Franklin Roosevelt said, "The only thing we have to fear is fear itself." If I'm really honest with myself, the only thing that holds me back is my fear. When I think of somewhat risky things that might enliven my life, often the first thing that comes over me are subtle bodily warnings with anticipatory images, either of failure or mediocrity. So much of what stops me and my clients from risk-taking, trying out something new or making creative mistakes is a fear of something unknown. My friend and coaching peer, Peter Bostelmann, and I were discussing this very topic over lunch today. I was describing this urge to take on a new project, one that would challenge me to give my gifts and, at the same time, would be an expression of what I sense my life purpose is all about. As I attempted to share the details of that project, being the good listener that he is, he noticed that I was holding back, even being a bit shy about it. When we looked closely together, I could see that much of what held me back was a part of me I'd rejected, a younger part of me that felt ashamed for wanting to share myself for fear of being dismissed or disregarded as frivolous.
He helped me identify that part of me that doesn't want to feel old childhood feelings again. That fear of really taking a risk and following my heart, he posited, might just be the avoidance of feeling those feelings again. I believe what he's saying is true. When I look at different aspects of my childhood, I can see that a lot of what stops me is that I was either taught or I decided that certain parts of me were whole and others were broken, incomplete, or misaligned. A lot of the work I've done, either in coaching, in therapy, on the yoga mat, or on the meditation cushion has been in service to healing those parts that feel fragmented. And yet, I also recognize that not everything gets healed and even when there is some healing, those fears that stop us are still present. Why?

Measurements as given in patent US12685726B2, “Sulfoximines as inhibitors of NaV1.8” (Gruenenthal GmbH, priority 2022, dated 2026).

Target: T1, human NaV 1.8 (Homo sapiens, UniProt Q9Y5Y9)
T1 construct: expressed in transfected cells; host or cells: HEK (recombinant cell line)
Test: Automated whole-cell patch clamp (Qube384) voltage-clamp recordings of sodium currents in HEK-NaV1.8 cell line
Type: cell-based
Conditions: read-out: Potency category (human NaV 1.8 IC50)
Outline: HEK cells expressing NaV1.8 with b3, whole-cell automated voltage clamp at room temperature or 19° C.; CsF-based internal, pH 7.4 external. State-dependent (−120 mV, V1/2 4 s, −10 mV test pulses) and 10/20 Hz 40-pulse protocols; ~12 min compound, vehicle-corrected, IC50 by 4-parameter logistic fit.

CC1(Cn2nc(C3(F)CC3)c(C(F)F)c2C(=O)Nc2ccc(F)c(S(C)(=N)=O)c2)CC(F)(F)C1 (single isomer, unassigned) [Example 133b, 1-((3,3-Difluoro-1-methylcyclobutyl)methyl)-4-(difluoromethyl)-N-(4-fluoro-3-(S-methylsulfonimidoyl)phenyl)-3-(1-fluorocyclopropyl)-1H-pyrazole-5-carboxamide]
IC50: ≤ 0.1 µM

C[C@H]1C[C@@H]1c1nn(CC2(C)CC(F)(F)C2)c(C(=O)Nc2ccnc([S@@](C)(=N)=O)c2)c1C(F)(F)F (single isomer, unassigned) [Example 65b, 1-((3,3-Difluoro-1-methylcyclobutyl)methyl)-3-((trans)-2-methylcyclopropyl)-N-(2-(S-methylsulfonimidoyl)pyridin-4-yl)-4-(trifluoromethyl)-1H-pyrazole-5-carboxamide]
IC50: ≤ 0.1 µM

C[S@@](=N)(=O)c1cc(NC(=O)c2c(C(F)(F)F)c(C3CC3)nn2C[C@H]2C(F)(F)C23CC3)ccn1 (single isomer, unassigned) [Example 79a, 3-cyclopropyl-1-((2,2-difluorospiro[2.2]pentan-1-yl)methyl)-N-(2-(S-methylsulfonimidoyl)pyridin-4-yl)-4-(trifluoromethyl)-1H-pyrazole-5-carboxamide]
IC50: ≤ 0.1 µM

Maybe our fear isn't run exclusively by our avoidance of certain past experiences and wounds. Maybe, in addition, what stops us is our inability to anticipate our future. All that we're capable of knowing with certainty is that we will die, that at some point we will have to say goodbye to our loved ones, let go of all that we have created, and surrender to the great mystery called death. I wonder if what's stopping me isn't just that my dad didn't tuck me in one night when I was seven years old. I know that had an impact on me. But maybe what stops me is that I know that one day it will all go.
I've been facing that recognition more and more, the idea that at some point we all are forced to let go of what we love. As I continue to open my heart ever more to my wife, Melissa, I keep running painfully into the fear, that at some point either she will die or I will die. It's a horribly morbid thought, but one can't help but notice it when intimate ties grow stronger. I wonder if that's what makes vulnerability so challenging with those we are most intimately connected to, like our significant others, our parents, and our siblings. We rarely consciously face the thought that eventually we will have to say, "Goodbye," but I wonder whether somewhere in the back of our minds, we sense or even premeditate that loss and, as a result, guard our hearts, so we won't have to face the intensity of the pain once it actually occurs.
Hindsight and Foresight
Does our aversion to past experiences create this low-grade, unknown fear? Or do we fear and thus protect ourselves from the fact that some day it will all go? Either way, we, unlike any other species in the world are cursed and/or blessed with hindsight and foresight. These two perspectives do funny things to our nervous systems. They're not always the most empowering. In fact, they're often paralyzing. Is it my past that's holding me back? Is it my fear of eventual success, failure, or mediocrity and eventual death that stops me from taking the great leap into the unknown?
Ultimately, it doesn't really matter. All that matters is that I find the place inside that doesn't fear the fear and, at the same time, hold a healthy regard for it, too. I suppose that's the learning in all of this meandering for me. That's where I have to look. Courage, then, is the willingness not to take on the anticipated journey all at once but to just take the step that's presented here and now, the one that's right in front of me, the one that I fear but also the one I know is where I am called.